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fhould so early, so long, I had alınost said so universally prevail in the Christian church, amidst all the incentives, amidst all the intreaties, amidst all the tender adjurations, as well as the godlike examples, which the sacred oracles exhibit to charm us into the molt endeared affection. But, alas! these incentives and intreaties, these adjurations and examples, are overlooked, as not having lustre enough to detain our attention. For we too generally seem to study our bibles (if we study them at all) for amusement or oftentation, rather than practical instruction. We fix on some curious incident or high speculation, and are first ingenious to explain it where it cannot be explained, and then impassioned to defend it, as if it were fundamental truth, till we beat out the sacred gold fo thin, that every breath of air carrics it away; whilft the plain things, that tend to inspire an heavenly temper, and lead us on to the most exalted goodness, are flightly pasfed over, as too obvious and vulgar to engage our attention, or excite our emulation. Thus we feed our pride by what was intended to humble it, and make that the prize of mutual contention, which was designed to be the bond of love. What wise man has not observed this ? What good man has not lamented it? Yet, alas ! who fo wife as in all instances to have avoided it? Who so good as to have exerted himself to the utmost to cure it?

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Where we, and our brethren, agree in attending to the one thing which 'Christianity was designed to teach us, surely an agreement in that Thould unite our minds more than rence, consistent with that agreement, should divide them. To reverence with filial duty and love the God of heaven, and to adore him with integrity of heart; to honour Jesus, his son, as his brightest image, fubfcribing to the truth of all he is known to have revealed, and the authority of all he is apprehended to command ; conscientiously to abitain from every known evil ; and to practice, as far as human infirmity will permit, the comprehensive precepts of living soberly, righteously, and godly, still looking for the mercy of our Lord Jesus Christ unto eternal life; assuredly expecting a future judgment, and an eternal world; carefully endeavouring to prepare for both, by feiting the affections on those great objects which the gospel opens to our view; and finally, being habitually ready to sacrifice life, and all its enjoyments, to that blessed hope This, this, my brethren, is the effential character of every Christian ; and where we see this, should we esteem it a difficult thing to live peaceably with himn in whom we discern it? Should we arrogate it to ourselves as any high praise, that we do not censure, that we do not grieve, that we do not injure him, because he follows not us? Is this the man to be hated or suspected ? I will add, can we refuse to esteem and embrace him, merely because he worships in another assembly, or according to a different forin ; because he expresses his apprehensions about some of these doctrines in different words ; because he cannot see all that we think we discern in some passages of fcripture; or because he imagines he fees fomething which we discern not? Is it, after all, so great a matter to love a character, which, amidst all its imperfections, is, in the general, so justly amiable ? Nay, instead of thinking much of any acts of kindness which it is in our power to perform for such a fellow disciple, ought we not rather to lament that we can do no more for his service ? Ought we not to endeavour rather to supply, in our fervent prayers to God, the lack of that further service which Christian benevolence dictates, but which the narrow limits of our condition and our nature will not allow us to perform ?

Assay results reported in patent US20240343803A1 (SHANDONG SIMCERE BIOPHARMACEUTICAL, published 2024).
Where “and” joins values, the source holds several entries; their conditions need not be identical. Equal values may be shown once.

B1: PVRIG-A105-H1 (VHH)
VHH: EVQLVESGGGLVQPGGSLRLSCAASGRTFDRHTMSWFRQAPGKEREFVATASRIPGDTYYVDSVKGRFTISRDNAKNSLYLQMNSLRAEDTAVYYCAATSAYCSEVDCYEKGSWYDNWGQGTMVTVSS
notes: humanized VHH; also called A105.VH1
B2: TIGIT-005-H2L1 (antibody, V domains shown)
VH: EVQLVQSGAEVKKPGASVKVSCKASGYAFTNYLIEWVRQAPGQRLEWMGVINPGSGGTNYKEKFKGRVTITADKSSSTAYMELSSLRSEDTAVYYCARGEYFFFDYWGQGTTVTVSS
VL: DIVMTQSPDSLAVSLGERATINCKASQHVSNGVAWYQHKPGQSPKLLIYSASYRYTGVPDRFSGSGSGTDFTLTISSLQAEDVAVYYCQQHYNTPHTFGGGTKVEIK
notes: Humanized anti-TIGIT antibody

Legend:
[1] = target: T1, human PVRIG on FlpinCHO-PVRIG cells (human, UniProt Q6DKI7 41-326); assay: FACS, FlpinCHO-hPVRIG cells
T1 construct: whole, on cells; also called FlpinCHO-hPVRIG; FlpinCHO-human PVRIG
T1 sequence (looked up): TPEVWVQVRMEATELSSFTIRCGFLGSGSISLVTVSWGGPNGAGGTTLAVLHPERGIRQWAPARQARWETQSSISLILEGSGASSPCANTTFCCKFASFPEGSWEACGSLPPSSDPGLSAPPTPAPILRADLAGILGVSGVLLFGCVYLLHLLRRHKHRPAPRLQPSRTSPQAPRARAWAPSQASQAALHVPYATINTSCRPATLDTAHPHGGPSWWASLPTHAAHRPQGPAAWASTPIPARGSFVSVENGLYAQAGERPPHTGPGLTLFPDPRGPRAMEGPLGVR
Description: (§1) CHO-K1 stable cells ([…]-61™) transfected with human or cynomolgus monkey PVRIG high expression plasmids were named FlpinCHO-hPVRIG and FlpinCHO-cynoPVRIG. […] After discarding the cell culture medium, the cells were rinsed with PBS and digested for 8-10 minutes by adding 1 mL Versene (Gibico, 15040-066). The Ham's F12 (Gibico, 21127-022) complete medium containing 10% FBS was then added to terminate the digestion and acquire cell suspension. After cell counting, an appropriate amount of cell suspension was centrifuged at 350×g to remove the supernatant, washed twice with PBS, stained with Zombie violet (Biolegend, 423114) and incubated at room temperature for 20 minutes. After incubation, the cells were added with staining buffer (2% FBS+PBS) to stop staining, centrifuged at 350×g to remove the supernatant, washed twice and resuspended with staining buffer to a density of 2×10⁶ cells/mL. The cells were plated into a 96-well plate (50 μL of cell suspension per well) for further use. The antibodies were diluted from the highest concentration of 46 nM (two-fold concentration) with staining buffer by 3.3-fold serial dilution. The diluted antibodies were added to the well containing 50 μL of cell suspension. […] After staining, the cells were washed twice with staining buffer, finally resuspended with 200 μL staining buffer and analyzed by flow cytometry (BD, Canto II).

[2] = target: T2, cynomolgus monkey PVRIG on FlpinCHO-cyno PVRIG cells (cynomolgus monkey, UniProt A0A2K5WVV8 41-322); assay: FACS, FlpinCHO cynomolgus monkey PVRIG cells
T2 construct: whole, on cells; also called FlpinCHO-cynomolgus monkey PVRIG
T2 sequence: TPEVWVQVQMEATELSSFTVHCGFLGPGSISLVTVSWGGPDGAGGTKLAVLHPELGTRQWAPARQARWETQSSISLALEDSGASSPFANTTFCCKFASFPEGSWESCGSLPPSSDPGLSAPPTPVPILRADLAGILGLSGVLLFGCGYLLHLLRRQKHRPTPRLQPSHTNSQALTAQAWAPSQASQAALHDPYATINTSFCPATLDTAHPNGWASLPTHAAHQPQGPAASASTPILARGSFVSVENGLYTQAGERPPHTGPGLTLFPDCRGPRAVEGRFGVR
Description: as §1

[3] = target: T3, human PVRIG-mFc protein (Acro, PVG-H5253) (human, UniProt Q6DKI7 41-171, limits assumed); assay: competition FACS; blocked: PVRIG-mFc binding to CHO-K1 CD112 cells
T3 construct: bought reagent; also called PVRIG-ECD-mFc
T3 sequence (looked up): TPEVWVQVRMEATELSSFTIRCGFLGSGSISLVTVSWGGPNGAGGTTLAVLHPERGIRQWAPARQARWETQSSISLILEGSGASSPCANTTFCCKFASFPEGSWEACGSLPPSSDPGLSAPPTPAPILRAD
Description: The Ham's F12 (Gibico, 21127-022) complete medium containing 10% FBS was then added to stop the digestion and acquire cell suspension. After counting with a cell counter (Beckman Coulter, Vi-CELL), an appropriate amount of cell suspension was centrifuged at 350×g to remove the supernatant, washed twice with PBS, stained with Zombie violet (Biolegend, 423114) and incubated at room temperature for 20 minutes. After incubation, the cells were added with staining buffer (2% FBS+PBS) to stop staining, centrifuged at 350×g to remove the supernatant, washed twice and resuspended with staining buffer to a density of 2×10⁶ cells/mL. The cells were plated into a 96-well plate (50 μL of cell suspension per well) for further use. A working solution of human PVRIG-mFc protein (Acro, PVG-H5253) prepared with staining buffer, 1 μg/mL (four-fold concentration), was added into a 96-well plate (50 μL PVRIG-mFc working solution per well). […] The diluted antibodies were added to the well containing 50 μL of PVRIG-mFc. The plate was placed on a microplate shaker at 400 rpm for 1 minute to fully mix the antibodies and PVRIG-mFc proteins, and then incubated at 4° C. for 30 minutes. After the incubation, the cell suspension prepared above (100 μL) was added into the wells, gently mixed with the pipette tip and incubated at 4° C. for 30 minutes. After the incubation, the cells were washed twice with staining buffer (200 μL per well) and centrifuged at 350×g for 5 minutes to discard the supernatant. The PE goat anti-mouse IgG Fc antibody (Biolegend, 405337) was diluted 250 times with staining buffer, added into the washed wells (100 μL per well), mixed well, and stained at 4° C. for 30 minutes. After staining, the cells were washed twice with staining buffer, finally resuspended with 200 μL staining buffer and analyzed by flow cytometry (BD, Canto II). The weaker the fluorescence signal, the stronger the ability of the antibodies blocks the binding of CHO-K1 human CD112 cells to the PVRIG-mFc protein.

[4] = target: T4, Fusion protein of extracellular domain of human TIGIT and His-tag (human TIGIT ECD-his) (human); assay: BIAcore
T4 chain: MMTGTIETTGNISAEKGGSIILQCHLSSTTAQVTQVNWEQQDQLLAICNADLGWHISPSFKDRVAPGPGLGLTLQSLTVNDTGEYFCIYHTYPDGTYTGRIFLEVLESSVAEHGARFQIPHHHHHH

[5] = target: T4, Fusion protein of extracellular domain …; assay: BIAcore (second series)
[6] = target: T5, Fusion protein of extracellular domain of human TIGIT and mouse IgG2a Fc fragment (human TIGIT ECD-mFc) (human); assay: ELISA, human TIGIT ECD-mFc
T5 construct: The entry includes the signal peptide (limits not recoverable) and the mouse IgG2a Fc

Love not only guards the mind from the furious and diabolical passions of rage, envy, malice, and revenge, which tear it like a whirlwind, which corrode it like a cancer, which consume it like rottenness in the bones, but fills it with a thousand gentle and pleasing sensations. Love distils a fragrant balm into the soul, that, while it heals the wounds which contrary passions have made, diffuses a most grateful and reviving perfume, most justly compared to the ointment poured